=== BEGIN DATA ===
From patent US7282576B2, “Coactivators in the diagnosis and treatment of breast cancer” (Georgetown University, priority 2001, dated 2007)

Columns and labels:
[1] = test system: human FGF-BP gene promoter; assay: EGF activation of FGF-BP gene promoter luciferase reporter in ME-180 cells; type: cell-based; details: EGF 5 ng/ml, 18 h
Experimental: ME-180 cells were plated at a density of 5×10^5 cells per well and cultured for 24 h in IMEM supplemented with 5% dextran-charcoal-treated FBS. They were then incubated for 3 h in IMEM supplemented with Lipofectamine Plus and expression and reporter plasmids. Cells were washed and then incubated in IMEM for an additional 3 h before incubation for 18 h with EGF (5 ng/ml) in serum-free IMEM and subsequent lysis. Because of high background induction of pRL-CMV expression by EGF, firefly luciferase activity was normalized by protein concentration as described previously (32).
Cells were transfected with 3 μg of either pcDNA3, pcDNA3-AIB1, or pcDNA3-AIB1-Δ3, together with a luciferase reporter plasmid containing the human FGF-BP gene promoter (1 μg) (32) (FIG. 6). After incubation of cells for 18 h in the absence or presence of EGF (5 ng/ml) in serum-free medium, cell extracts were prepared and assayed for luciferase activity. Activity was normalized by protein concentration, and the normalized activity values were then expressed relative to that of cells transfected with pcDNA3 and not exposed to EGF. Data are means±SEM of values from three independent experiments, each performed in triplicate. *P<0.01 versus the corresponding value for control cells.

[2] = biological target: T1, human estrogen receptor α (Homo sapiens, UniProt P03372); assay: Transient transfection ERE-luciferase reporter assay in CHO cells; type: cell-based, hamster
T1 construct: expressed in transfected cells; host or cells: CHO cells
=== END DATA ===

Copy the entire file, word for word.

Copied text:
From patent US7282576B2, “Coactivators in the diagnosis and treatment of breast cancer” (Georgetown University, priority 2001, dated 2007)

Columns and labels:
[1] = test system: human FGF-BP gene promoter; assay: EGF activation of FGF-BP gene promoter luciferase reporter in ME-180 cells; type: cell-based; details: EGF 5 ng/ml, 18 h
Experimental: ME-180 cells were plated at a density of 5×10^5 cells per well and cultured for 24 h in IMEM supplemented with 5% dextran-charcoal-treated FBS. They were then incubated for 3 h in IMEM supplemented with Lipofectamine Plus and expression and reporter plasmids. Cells were washed and then incubated in IMEM for an additional 3 h before incubation for 18 h with EGF (5 ng/ml) in serum-free IMEM and subsequent lysis. Because of high background induction of pRL-CMV expression by EGF, firefly luciferase activity was normalized by protein concentration as described previously (32).
Cells were transfected with 3 μg of either pcDNA3, pcDNA3-AIB1, or pcDNA3-AIB1-Δ3, together with a luciferase reporter plasmid containing the human FGF-BP gene promoter (1 μg) (32) (FIG. 6). After incubation of cells for 18 h in the absence or presence of EGF (5 ng/ml) in serum-free medium, cell extracts were prepared and assayed for luciferase activity. Activity was normalized by protein concentration, and the normalized activity values were then expressed relative to that of cells transfected with pcDNA3 and not exposed to EGF. Data are means±SEM of values from three independent experiments, each performed in triplicate. *P<0.01 versus the corresponding value for control cells.

[2] = biological target: T1, human estrogen receptor α (Homo sapiens, UniProt P03372); assay: Transient transfection ERE-luciferase reporter assay in CHO cells; type: cell-based, hamster
T1 construct: expressed in transfected cells; host or cells: CHO cells